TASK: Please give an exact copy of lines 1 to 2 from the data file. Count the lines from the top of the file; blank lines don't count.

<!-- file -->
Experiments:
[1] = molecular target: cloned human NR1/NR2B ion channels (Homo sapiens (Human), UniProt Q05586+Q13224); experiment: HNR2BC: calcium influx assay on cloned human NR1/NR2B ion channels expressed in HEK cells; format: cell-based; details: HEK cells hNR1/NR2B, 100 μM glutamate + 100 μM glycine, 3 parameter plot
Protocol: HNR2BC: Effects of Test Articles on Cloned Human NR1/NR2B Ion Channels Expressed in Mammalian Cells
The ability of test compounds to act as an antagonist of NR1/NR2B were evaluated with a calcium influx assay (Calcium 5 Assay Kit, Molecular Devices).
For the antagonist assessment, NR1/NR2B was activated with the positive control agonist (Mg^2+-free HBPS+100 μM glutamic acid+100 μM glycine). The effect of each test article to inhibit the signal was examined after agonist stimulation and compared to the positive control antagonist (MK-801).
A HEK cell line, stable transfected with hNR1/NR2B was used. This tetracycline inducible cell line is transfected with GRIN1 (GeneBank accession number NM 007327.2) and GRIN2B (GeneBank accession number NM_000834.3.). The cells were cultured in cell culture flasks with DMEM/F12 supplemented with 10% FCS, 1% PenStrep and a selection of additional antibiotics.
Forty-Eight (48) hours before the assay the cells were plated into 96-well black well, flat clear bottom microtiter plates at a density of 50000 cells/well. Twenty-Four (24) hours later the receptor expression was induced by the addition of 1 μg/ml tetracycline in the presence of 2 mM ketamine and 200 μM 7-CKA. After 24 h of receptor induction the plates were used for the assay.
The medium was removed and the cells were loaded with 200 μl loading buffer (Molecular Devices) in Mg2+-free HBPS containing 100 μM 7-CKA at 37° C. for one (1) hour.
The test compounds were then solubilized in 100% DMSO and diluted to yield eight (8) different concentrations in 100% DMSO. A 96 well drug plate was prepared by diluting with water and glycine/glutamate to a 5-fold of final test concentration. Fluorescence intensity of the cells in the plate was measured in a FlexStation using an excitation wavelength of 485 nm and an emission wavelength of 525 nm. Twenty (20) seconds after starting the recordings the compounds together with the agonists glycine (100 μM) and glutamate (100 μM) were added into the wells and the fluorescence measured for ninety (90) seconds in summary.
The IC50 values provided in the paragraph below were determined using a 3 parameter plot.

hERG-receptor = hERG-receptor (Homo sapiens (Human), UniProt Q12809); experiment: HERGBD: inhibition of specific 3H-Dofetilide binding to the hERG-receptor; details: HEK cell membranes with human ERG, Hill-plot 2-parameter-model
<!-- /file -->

Experiments:
[1] = molecular target: cloned human NR1/NR2B ion channels (Homo sapiens (Human), UniProt Q05586+Q13224); experiment: HNR2BC: calcium influx assay on cloned human NR1/NR2B ion channels expressed in HEK cells; format: cell-based; details: HEK cells hNR1/NR2B, 100 μM glutamate + 100 μM glycine, 3 parameter plot